Round 3, pick 93: Tyrion Davis-Price, LSU
This is the one selection that left me scratching my head. Taking a running back in the third round wasn’t the issue; San Francisco had shown interest in enough backs throughout the draft process for this not to be a surprise. The problem for me here was the player chosen.
The 49ers needed a breakaway threat in the backfield, and they ended up with a slower version of Elijah Mitchell.
Davis-Price is a big back who does a good job of getting behind his pads and punishing defensive players. Mitchell had a tough time staying healthy last season, so perhaps that prompted the 49ers taking another bruising back.
Kyle Shanahan has been successful with big running backs in the past. Alfred Morris ran for 2,940 yards and 20 touchdowns under Shanahan in his first two seasons with Washington.
The top of the 49ers running back room now consists of Mitchell, Davis-Price, Trey Sermon, JaMycal Hasty, and Jeff Wilson Jr. San Francisco carries four halfbacks on their active roster, meaning one of these backs will not make the final roster. My bet is on that player being JaMycal Hasty.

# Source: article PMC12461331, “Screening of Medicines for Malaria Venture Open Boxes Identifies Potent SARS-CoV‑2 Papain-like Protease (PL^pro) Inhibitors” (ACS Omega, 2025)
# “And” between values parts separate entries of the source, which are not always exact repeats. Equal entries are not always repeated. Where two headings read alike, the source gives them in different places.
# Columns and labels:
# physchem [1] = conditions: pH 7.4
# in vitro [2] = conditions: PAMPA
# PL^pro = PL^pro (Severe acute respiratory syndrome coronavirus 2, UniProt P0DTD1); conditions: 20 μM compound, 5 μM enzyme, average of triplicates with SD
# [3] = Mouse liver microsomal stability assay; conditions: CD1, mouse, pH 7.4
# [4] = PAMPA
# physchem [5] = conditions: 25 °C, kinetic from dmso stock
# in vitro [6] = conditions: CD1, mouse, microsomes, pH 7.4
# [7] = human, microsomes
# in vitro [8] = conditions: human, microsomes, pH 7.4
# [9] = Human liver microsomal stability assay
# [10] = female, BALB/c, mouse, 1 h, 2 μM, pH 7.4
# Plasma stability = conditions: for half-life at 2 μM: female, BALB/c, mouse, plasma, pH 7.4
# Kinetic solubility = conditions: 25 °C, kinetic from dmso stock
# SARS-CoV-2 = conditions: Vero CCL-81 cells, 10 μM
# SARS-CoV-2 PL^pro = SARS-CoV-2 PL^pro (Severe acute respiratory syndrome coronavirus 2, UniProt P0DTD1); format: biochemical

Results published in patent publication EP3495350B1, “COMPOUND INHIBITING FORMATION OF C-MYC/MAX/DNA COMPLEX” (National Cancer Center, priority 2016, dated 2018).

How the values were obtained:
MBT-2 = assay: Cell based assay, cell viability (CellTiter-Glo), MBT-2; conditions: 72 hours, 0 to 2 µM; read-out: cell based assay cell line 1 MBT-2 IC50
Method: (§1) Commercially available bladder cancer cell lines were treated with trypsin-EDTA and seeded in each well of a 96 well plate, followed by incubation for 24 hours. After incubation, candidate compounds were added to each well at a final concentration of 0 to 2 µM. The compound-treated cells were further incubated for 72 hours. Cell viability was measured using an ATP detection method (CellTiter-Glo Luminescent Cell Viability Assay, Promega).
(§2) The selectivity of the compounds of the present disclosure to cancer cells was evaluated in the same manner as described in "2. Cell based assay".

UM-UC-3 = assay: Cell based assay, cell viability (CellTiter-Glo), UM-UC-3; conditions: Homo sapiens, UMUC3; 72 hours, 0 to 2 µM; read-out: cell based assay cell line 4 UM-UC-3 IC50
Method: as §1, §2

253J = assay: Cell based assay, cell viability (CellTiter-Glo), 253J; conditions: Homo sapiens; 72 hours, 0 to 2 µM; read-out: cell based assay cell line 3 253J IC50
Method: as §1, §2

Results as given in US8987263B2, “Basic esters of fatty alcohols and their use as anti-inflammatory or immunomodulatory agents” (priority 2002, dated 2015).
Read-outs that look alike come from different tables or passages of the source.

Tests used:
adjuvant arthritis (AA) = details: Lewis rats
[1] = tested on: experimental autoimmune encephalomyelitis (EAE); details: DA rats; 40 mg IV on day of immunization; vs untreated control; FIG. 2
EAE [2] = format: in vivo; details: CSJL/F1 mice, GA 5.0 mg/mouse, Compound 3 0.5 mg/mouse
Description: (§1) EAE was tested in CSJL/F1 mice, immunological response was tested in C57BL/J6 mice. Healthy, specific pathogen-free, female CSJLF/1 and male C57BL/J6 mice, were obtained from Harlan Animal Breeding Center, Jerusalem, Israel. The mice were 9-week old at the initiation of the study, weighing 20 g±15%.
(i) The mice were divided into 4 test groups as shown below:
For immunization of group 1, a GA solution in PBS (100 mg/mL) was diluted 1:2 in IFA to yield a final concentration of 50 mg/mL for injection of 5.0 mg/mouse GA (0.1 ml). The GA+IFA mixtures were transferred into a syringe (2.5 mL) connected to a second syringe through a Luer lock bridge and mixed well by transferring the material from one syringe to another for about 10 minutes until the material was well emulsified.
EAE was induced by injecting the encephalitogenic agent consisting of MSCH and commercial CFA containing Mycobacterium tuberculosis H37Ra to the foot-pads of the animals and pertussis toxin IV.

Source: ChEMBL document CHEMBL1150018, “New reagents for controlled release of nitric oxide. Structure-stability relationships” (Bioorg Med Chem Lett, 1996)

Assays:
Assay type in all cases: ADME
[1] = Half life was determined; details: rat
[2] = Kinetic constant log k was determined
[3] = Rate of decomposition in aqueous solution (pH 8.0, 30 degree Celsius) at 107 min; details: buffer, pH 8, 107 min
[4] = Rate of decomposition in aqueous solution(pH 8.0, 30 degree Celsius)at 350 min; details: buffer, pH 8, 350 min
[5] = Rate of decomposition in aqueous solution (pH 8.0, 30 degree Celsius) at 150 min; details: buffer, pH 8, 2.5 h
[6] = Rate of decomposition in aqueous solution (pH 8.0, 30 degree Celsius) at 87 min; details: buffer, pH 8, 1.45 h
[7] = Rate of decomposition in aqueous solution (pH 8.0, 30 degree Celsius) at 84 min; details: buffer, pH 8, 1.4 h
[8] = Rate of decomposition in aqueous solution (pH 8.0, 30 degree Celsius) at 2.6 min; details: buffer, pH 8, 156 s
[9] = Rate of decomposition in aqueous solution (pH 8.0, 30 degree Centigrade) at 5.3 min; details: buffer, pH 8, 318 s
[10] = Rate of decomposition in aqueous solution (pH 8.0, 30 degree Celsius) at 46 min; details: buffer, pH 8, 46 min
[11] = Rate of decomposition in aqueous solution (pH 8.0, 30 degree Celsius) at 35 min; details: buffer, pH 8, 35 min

Round 3, pick 105: Danny Gray, SMU
Gray is a burner with 4.3 speed. What makes him attractive to the 49ers is he’s not limited to just being a speed guy, and he can make plays at all three levels.
“He (Gray) does a lot of the things we covet, in-breaking routes, screen game, and he’s very good with yards after the catch,” said John Lynch. “When you have the qualities of flat-out speed and then you also have the toughness, that’s a special combo for us and something that we can implement into our system.”
“It will only amplify the skills of a Brandon Aiyuk, Deebo Samuel, Jauan Jennings, and the rest of that group.”
As is the case with most players, Gray has areas of his game where he needs to improve. Gray struggled with drops, particularly on in breaking routes. He also needs to become more consistent with using his vertical speed to drive defenders off to get open on intermediate patterns.
Gray was a junior college transfer who only played 18 games at SMU. He showed continued growth throughout his time with the Mustangs, and the 49ers are betting they can keep him moving forward.